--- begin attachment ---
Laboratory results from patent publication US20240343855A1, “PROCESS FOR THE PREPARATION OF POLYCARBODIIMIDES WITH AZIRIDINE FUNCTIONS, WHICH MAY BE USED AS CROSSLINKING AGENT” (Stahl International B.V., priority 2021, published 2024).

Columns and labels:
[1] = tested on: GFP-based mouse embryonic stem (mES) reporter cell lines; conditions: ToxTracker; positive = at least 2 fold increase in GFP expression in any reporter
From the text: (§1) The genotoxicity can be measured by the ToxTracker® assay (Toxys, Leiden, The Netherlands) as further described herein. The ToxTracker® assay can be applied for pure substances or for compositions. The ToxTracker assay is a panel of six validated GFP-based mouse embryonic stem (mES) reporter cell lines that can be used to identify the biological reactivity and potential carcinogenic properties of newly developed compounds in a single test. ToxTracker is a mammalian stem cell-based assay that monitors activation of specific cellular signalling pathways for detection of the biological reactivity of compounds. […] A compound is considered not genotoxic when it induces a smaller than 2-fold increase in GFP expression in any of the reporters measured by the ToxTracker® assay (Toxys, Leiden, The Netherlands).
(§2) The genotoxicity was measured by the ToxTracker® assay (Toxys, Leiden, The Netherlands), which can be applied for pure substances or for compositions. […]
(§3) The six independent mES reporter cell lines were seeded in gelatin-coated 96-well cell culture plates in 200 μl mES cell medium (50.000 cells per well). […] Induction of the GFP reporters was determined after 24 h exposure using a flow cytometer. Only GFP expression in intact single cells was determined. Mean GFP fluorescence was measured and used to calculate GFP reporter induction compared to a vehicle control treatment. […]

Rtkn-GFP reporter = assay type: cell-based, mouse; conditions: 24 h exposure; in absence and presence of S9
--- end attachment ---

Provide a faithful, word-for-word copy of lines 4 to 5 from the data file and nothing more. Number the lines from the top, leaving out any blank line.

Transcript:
From the text: (§1) The genotoxicity can be measured by the ToxTracker® assay (Toxys, Leiden, The Netherlands) as further described herein. The ToxTracker® assay can be applied for pure substances or for compositions. The ToxTracker assay is a panel of six validated GFP-based mouse embryonic stem (mES) reporter cell lines that can be used to identify the biological reactivity and potential carcinogenic properties of newly developed compounds in a single test. ToxTracker is a mammalian stem cell-based assay that monitors activation of specific cellular signalling pathways for detection of the biological reactivity of compounds. […] A compound is considered not genotoxic when it induces a smaller than 2-fold increase in GFP expression in any of the reporters measured by the ToxTracker® assay (Toxys, Leiden, The Netherlands).
(§2) The genotoxicity was measured by the ToxTracker® assay (Toxys, Leiden, The Netherlands), which can be applied for pure substances or for compositions. […]